Blog

Catherine Renner

Associate Data Scientist

Eric Roberts

Associate Data Scientist

Making Data Science Relevant to Teens: Predict Flavor-of-the-Day Sales!

Topics: STEM Outreach.

This past fall, Northwestern Mutual’s K-12 technology outreach program, hi, Tech, hosted the company’s first-ever Data Science Job Shadow event, in partnership with the Northwestern Mutual Data Science Institute. Seventy high school students were invited to attend the one-day event – 10 from each of seven schools across Milwaukee County – to learn about data science, what a data career might involve, and how it can be applied to business.

When Associate Data Scientists Catherine Renner and Eric Roberts were tapped as hosts, they knew they'd want to present information and structure activities in a way that would engage teenagers. The hook? Custard! The challenge: Based on actual past data from Culver’s restaurants, predict how much (in dollars) the flavors-of-the-day will sell next month.

Why use frozen custard to help teach data science?

Catherine: We tried to pick data sets that anybody could look at and understand. Most people don't know the ins and outs of insurance – especially kids – so our Northwestern Mutual data would likely be too difficult for them to wrap their heads around. We didn't want any students to feel left out if they didn't understand what we were talking about.

Eric: Plus, we didn't want to bore them to tears! We hoped something like a turtle sundae would grab their attention. Who doesn't love custard?

How did the job shadow event work?

Catherine: We split the students into groups of five and made sure no two students from the same school were in the same group, hoping they'd learn to work with people they didn't know. Each group was joined (and led) by a Northwestern Mutual employee whose job involves the use of data. Together, they worked through the activities of first understanding the data, then applying data science to reach new conclusions. It was awesome to see all the students interact with each other and ask questions – both about the project and careers in data science.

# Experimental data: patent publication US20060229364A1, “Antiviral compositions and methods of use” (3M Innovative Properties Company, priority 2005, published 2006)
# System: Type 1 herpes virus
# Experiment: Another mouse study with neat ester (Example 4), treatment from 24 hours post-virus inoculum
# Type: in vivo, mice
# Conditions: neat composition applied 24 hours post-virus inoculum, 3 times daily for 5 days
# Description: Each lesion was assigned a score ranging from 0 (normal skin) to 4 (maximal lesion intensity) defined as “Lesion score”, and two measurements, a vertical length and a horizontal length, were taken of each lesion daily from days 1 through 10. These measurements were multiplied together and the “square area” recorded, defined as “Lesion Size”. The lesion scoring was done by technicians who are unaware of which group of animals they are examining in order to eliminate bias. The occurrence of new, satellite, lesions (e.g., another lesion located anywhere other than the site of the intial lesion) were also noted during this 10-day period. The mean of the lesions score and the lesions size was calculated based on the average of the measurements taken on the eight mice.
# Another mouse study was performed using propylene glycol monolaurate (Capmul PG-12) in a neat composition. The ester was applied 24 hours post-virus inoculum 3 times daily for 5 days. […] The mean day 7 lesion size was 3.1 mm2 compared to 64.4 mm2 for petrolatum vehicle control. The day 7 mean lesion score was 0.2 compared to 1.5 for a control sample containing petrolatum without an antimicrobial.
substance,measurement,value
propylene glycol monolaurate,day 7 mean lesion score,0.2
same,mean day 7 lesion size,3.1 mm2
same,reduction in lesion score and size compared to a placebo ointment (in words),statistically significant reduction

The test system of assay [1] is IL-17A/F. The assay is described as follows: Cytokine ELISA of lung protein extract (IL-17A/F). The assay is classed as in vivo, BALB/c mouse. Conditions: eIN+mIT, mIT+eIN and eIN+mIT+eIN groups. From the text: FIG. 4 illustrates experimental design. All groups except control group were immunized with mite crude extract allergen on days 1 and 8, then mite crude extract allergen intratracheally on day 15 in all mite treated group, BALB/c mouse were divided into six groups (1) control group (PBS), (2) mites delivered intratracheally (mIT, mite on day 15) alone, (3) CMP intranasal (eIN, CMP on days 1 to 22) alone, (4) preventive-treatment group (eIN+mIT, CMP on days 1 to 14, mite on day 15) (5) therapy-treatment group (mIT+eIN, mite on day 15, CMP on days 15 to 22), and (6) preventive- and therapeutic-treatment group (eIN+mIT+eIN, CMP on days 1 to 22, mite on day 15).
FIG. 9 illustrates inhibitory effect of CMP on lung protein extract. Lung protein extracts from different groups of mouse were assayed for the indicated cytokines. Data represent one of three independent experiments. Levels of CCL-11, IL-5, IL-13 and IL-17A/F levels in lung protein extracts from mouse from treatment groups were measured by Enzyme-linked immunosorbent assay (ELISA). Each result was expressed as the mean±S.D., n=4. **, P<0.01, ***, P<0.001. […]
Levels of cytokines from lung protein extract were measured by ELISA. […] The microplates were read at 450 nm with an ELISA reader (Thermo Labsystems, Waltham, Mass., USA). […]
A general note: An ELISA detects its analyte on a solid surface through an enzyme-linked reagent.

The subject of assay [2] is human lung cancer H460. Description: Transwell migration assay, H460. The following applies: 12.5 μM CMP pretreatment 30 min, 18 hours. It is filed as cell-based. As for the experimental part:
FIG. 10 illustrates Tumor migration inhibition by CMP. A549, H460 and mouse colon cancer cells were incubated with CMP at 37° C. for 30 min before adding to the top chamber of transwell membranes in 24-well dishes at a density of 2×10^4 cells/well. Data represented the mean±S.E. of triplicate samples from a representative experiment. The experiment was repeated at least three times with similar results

As you watched the activities unfold, what did you learn about the students?

Catherine: The kids worked through the activities a lot quicker than I expected. And they were astonishingly creative.

Eric: Some of the students had impressive backgrounds. From one school in particular, the students were already taking second-year college programming classes. They had well-informed questions about what data science was all about, and they were very curious about what plans they should be making to become a data scientist. You could tell they had already dipped their toes in the water a little bit, which I thought was very shocking – when I was in high school, I had no idea yet that I was going to become a data scientist.

I also learned something about the teachers: They're eager for tools that can help make this kind of learning relevant. A few of them came up to me directly and asked for copies of our materials so they could take the activities back to their classrooms for the rest of their students.

Why was it important for you to participate in the event?

Catherine: I wasn't introduced to data science in high school and had no idea what it was going into college. I'm grateful for the opportunity to expose data science to students and help them see how this can positively impact whatever they're looking to do in life.

Eric: I had amazing teachers in high school that made me fall in love with math and science – and I believe it is important to give back. I saw this job-shadow event as an opportunity to possibly change someone's life, just as my teachers changed mine. That might sound dramatic, but if even one student decides to alter his or her education and career goals as a result of this event, it could have a very large impact on their life.